What to do After Receiving a Concussion

What to do After Receiving a Concussion

Concussions are inevitable with physical activities like sports. There are techniques and tricks to help reduce the chance of getting a concussion, but there is not a guaranteed way to stop concussions from happening, except for not playing sports altogether. Once someone sustains a concussion, he or she needs to be careful because people are three times more likely to get one after already being concussed.

Continuing to play with a concussion is very dangerous. Once it seems like someone sustains a brain injury like a concussion, the most important step is to remove the person from play. The next step is to be cleared by a medical professional before returning to the activity. When people do not follow return to play guidelines, it can be very dangerous and life threatening to the injured. This is a reason for the Lystedt Law, named after Zackery Lystedt. He sustained a concussion when playing football and returned in the second half instead of sitting out. When walking off the field after the game, he collapsed and convulsed, and was flown to the hospital. He was one hour away from dying from a catastrophic brain injury but was thankfully saved.  Zack was on life support for seven days, in a coma for three months, did not speak for nine months, could not move his arms or legs for 13 months, and used a feeding tube for 20 months. The Lystedt Law requires athletes to be removed from games or practice if a concussion is suspected, and to not be allowed to play until cleared by a medical professional trained in concussion management.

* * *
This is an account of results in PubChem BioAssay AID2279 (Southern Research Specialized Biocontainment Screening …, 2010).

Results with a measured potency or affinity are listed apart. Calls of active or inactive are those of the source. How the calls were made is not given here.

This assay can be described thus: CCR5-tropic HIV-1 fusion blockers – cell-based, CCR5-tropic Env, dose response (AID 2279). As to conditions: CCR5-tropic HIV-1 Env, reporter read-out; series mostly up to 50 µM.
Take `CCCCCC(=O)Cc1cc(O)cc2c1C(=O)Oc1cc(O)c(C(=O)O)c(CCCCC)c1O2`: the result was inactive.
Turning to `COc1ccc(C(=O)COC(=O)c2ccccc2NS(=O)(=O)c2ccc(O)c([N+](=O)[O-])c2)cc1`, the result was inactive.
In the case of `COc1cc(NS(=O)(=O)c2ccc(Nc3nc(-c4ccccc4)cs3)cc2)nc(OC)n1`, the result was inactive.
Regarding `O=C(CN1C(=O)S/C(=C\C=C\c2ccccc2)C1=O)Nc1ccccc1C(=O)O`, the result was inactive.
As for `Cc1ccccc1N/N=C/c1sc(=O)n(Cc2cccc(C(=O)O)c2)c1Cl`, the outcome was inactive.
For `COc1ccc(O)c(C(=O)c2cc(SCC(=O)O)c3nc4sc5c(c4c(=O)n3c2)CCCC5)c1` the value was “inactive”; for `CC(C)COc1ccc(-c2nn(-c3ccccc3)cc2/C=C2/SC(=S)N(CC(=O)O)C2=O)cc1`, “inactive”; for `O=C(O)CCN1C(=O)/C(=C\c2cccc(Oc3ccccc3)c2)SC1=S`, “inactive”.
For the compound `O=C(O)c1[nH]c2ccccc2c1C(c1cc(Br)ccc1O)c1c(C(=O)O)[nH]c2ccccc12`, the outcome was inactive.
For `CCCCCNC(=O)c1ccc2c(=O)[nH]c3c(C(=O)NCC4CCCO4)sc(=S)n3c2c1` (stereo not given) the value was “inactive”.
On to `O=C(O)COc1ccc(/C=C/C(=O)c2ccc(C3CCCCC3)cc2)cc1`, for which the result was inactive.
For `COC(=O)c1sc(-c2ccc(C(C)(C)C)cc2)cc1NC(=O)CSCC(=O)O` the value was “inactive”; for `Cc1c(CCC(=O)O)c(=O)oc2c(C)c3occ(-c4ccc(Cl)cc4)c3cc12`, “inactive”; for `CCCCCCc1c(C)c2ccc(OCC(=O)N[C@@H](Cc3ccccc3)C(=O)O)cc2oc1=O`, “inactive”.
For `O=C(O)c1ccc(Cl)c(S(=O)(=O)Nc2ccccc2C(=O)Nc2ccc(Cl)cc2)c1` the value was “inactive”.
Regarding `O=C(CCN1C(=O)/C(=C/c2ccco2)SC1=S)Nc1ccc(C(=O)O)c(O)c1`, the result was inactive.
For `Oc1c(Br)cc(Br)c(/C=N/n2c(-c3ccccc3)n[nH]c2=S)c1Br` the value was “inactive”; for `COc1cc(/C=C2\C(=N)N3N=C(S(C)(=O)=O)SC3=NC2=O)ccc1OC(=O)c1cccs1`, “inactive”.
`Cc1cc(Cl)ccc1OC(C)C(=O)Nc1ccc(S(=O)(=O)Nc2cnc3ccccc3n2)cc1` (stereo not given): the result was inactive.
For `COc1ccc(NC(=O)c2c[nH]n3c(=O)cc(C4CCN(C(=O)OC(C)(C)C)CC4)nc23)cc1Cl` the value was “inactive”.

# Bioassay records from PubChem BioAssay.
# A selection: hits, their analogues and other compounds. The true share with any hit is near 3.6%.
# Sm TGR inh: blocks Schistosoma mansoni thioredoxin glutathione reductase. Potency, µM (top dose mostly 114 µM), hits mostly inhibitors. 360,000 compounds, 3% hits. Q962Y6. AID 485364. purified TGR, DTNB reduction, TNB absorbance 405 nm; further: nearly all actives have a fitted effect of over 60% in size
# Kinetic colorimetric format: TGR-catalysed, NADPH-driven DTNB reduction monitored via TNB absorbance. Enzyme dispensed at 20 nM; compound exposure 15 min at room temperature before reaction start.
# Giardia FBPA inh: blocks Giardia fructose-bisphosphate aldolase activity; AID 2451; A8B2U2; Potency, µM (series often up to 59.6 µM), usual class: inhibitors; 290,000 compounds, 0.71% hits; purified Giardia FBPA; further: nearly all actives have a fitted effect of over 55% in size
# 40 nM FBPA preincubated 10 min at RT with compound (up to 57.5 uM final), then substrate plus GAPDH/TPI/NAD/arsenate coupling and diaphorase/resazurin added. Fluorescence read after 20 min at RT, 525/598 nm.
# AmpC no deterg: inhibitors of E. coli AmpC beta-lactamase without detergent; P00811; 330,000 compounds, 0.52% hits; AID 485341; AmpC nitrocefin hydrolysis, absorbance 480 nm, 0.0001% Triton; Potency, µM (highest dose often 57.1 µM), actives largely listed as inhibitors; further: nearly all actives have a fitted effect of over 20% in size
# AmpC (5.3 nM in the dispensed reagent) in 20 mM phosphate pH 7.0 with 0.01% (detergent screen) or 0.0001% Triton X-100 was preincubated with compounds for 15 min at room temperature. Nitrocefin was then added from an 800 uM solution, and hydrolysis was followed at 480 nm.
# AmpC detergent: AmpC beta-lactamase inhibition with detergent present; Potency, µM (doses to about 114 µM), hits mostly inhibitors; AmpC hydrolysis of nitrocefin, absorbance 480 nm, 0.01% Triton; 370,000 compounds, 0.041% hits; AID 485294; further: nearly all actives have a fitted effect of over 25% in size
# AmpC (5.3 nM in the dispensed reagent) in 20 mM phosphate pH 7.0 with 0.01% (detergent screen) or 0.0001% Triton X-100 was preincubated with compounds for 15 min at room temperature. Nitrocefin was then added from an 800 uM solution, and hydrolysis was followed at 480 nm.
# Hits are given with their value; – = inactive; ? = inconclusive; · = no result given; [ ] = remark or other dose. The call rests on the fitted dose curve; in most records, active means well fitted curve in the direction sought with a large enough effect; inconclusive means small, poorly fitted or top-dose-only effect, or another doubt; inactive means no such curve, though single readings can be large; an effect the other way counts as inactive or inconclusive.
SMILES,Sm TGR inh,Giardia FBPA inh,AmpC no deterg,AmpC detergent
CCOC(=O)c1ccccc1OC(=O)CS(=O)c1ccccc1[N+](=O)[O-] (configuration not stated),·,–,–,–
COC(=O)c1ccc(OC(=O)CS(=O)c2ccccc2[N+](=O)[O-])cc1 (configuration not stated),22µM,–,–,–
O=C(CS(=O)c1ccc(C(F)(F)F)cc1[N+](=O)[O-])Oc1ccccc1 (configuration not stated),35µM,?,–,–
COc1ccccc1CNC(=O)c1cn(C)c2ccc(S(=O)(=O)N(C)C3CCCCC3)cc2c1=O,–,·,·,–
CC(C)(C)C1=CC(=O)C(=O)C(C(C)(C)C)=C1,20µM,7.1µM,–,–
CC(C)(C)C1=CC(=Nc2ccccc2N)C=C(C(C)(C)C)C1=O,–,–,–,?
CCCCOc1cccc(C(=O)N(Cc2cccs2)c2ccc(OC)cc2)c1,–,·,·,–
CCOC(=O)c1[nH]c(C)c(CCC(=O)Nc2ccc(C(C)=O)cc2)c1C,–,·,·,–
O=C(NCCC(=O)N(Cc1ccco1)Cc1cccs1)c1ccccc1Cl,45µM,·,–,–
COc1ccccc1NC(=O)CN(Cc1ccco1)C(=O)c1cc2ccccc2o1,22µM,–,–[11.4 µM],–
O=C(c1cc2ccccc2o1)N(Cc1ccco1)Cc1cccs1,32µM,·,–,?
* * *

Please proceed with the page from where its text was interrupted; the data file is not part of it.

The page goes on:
Another piece of legislation in Pennsylvania called the Safety in Youth Sports Act was created to help protect young athletes. It was put in place to prevent serious head injuries and raise awareness for the proper way to deal with youth concussions. The act requires coaches to promptly remove student athletes from the game if a concussion is suspected. Players then cannot return to play until being cleared in writing by a healthcare professional trained in diagnosing and managing concussions. If a coach fails to follow these guidelines penalties are given out.  For the first offense the coach is suspended from coaching for the rest of the season, for the second offense the coach is suspended for the remainder of the season and the next season, and for the third offense the coach is permanently banned from coaching.

Tips to prevent a Traumatic Brain Injury in Everyday Life:

  1. Wear a seat belt in the car
  2. Do not drive under the influence of drugs and alcohol
  3. Wear a helmet when:
    1. Riding a bike/motorcycle/snowmobile/scooter/ATV
    2. Playing a contact sport like football, hockey, and boxing
    3. Skating or skateboarding
    4. Batting or running the bases in baseball
    5. Riding a horse
    6. Skiing or snowboarding
  4. Prevent older adult falls
  5. Make living and play areas safe for children
    1. Use window guards
    2. Safety gates on stairs
    3. Make sure playgrounds have soft material like mulch or sand

If you would like to help you can donate to the Brain Injury Association of America.

Monica Heger, “Is it true I am more likely to get a concussion after already having one?” Science Line (April 28, 2008). [Link]
Patricia Guthrie, “Ex Youth Football Player: You Could End Up Like Me” WebMD (October 21, 2015). [Link]
“Traumatic Brain Injury & Concussion Prevention” Centers for Disease Control and Prevention. [Link]
“Youth Concussions and The Safety in Youth Sports Act” UPMC Sports Medicine. [Link]

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